Months, years even, go by and you may not read a short story collection
4/5 Jonathan Cape Months, years even, go by and you may not read a short story collection. Perhaps it’s because novels are meatier and more memorable? Or that story books have the whiff of schooldays? Simpson offers a solution to this dilemma. The 15 stories collected here are pithy, fast-paced, masterfully concocted and, above all, modern. Simpson visits the small domestic dramas of contemporary life and brings to them a calmness and old-fashioned wisdom.
Thus ‘I’m Sorry But I’ll Have to Let You Go’ is Hornby/Parsons/Bridget Jones without the confessionalism, and ‘Up at a Villa’ is a miniature The Pregnant Widow free from the authorial flab. One subject that surfaces repeatedly is the environment. At times this seems zeitgeisty and even preachy, but Simpson’s concerns are human, not scientific. Her ideas are not merely clever; they force us to reconsider assumptions and historicise our hysterias.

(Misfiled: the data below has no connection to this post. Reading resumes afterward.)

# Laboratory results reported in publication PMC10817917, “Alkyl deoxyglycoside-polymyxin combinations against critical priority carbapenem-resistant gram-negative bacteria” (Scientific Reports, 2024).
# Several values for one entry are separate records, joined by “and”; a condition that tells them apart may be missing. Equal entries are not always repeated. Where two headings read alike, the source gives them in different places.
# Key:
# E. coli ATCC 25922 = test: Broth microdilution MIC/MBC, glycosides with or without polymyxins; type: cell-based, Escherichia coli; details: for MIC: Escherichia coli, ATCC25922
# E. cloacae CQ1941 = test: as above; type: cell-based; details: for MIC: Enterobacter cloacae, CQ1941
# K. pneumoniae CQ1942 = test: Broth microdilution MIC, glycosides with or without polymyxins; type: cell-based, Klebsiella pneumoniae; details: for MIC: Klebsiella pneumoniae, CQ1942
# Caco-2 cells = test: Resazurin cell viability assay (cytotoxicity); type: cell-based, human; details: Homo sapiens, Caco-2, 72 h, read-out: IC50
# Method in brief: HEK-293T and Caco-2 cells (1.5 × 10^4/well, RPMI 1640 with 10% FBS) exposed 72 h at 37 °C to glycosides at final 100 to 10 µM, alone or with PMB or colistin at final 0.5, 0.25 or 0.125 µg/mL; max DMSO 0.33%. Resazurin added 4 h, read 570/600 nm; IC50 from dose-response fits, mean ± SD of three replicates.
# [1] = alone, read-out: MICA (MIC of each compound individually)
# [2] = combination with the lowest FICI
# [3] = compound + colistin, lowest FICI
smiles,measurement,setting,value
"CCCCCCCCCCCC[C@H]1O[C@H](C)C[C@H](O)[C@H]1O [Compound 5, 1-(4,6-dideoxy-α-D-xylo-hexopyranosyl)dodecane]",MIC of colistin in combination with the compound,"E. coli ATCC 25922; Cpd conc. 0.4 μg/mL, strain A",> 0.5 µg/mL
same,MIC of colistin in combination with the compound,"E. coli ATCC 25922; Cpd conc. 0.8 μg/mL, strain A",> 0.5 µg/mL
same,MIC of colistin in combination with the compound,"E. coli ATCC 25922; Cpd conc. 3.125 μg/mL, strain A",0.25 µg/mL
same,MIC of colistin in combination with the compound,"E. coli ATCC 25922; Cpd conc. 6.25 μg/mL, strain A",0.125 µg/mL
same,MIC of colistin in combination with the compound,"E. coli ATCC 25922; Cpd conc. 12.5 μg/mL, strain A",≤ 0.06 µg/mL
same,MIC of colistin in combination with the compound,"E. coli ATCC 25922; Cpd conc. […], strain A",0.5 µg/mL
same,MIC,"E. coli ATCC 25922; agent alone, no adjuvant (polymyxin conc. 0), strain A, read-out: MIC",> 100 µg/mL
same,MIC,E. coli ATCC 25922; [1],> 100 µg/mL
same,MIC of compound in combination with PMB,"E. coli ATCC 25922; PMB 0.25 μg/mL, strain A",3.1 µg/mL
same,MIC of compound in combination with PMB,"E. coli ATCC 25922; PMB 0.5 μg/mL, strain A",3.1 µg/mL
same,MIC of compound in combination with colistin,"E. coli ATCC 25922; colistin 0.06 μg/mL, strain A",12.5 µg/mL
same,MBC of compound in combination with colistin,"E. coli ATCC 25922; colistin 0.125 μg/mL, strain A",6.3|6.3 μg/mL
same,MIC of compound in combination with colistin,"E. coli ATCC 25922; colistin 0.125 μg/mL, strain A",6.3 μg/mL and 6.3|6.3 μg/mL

So, even if you’ve a novel on the go, and a dusty recollection of your last short story experience, give Simpson a read. These slight-seeming tales are seductively easy to read, but also give up substance and plenty of post-flight food for thought.